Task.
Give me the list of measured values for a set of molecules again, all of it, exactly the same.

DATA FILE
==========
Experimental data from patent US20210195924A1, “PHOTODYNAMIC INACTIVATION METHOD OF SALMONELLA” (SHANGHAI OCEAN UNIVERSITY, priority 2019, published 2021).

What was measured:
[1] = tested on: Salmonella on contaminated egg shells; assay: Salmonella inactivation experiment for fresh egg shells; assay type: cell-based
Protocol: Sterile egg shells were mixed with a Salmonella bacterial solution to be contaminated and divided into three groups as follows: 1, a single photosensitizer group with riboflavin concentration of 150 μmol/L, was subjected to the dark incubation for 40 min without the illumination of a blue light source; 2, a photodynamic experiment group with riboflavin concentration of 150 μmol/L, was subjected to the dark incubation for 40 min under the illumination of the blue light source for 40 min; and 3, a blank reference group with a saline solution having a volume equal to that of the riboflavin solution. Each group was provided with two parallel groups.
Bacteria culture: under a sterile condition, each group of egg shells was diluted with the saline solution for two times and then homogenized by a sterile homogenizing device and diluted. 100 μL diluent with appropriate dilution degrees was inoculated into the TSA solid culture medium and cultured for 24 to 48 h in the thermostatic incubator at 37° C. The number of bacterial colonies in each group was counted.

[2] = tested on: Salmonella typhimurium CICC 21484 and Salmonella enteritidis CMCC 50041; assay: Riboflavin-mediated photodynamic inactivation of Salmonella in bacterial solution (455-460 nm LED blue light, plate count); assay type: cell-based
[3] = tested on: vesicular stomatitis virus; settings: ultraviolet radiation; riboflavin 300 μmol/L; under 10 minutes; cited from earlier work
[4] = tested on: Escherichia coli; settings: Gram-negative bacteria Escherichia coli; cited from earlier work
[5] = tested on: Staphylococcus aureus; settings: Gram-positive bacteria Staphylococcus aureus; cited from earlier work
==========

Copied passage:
Experimental data from patent US20210195924A1, “PHOTODYNAMIC INACTIVATION METHOD OF SALMONELLA” (SHANGHAI OCEAN UNIVERSITY, priority 2019, published 2021).

What was measured:
[1] = tested on: Salmonella on contaminated egg shells; assay: Salmonella inactivation experiment for fresh egg shells; assay type: cell-based
Protocol: Sterile egg shells were mixed with a Salmonella bacterial solution to be contaminated and divided into three groups as follows: 1, a single photosensitizer group with riboflavin concentration of 150 μmol/L, was subjected to the dark incubation for 40 min without the illumination of a blue light source; 2, a photodynamic experiment group with riboflavin concentration of 150 μmol/L, was subjected to the dark incubation for 40 min under the illumination of the blue light source for 40 min; and 3, a blank reference group with a saline solution having a volume equal to that of the riboflavin solution. Each group was provided with two parallel groups.
Bacteria culture: under a sterile condition, each group of egg shells was diluted with the saline solution for two times and then homogenized by a sterile homogenizing device and diluted. 100 μL diluent with appropriate dilution degrees was inoculated into the TSA solid culture medium and cultured for 24 to 48 h in the thermostatic incubator at 37° C. The number of bacterial colonies in each group was counted.

[2] = tested on: Salmonella typhimurium CICC 21484 and Salmonella enteritidis CMCC 50041; assay: Riboflavin-mediated photodynamic inactivation of Salmonella in bacterial solution (455-460 nm LED blue light, plate count); assay type: cell-based
[3] = tested on: vesicular stomatitis virus; settings: ultraviolet radiation; riboflavin 300 μmol/L; under 10 minutes; cited from earlier work
[4] = tested on: Escherichia coli; settings: Gram-negative bacteria Escherichia coli; cited from earlier work
[5] = tested on: Staphylococcus aureus; settings: Gram-positive bacteria Staphylococcus aureus; cited from earlier work